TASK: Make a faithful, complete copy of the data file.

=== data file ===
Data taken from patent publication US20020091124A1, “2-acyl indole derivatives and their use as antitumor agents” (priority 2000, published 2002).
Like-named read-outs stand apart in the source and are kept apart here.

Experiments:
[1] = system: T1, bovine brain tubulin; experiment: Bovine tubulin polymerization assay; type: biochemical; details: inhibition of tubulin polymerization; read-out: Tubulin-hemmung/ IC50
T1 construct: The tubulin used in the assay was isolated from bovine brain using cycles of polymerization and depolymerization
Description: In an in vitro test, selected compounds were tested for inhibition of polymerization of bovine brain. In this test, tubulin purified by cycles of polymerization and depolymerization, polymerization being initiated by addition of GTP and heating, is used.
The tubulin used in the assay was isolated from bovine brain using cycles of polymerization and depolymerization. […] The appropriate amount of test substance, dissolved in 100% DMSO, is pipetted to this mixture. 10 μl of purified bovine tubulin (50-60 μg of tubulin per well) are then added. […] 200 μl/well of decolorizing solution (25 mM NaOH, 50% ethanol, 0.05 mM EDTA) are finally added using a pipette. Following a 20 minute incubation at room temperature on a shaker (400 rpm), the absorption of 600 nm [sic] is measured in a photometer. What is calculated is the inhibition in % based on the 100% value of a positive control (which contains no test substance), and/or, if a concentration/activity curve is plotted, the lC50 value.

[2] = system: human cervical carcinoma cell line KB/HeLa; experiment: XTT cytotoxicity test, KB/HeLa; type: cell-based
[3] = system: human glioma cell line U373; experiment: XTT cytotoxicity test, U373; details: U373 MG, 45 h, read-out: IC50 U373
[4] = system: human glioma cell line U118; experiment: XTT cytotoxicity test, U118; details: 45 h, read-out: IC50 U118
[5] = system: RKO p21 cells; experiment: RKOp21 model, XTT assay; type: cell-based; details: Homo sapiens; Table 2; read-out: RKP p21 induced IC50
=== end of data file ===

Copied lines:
Data taken from patent publication US20020091124A1, “2-acyl indole derivatives and their use as antitumor agents” (priority 2000, published 2002).
Like-named read-outs stand apart in the source and are kept apart here.

Experiments:
[1] = system: T1, bovine brain tubulin; experiment: Bovine tubulin polymerization assay; type: biochemical; details: inhibition of tubulin polymerization; read-out: Tubulin-hemmung/ IC50
T1 construct: The tubulin used in the assay was isolated from bovine brain using cycles of polymerization and depolymerization
Description: In an in vitro test, selected compounds were tested for inhibition of polymerization of bovine brain. In this test, tubulin purified by cycles of polymerization and depolymerization, polymerization being initiated by addition of GTP and heating, is used.
The tubulin used in the assay was isolated from bovine brain using cycles of polymerization and depolymerization. […] The appropriate amount of test substance, dissolved in 100% DMSO, is pipetted to this mixture. 10 μl of purified bovine tubulin (50-60 μg of tubulin per well) are then added. […] 200 μl/well of decolorizing solution (25 mM NaOH, 50% ethanol, 0.05 mM EDTA) are finally added using a pipette. Following a 20 minute incubation at room temperature on a shaker (400 rpm), the absorption of 600 nm [sic] is measured in a photometer. What is calculated is the inhibition in % based on the 100% value of a positive control (which contains no test substance), and/or, if a concentration/activity curve is plotted, the lC50 value.

[2] = system: human cervical carcinoma cell line KB/HeLa; experiment: XTT cytotoxicity test, KB/HeLa; type: cell-based
[3] = system: human glioma cell line U373; experiment: XTT cytotoxicity test, U373; details: U373 MG, 45 h, read-out: IC50 U373
[4] = system: human glioma cell line U118; experiment: XTT cytotoxicity test, U118; details: 45 h, read-out: IC50 U118
[5] = system: RKO p21 cells; experiment: RKOp21 model, XTT assay; type: cell-based; details: Homo sapiens; Table 2; read-out: RKP p21 induced IC50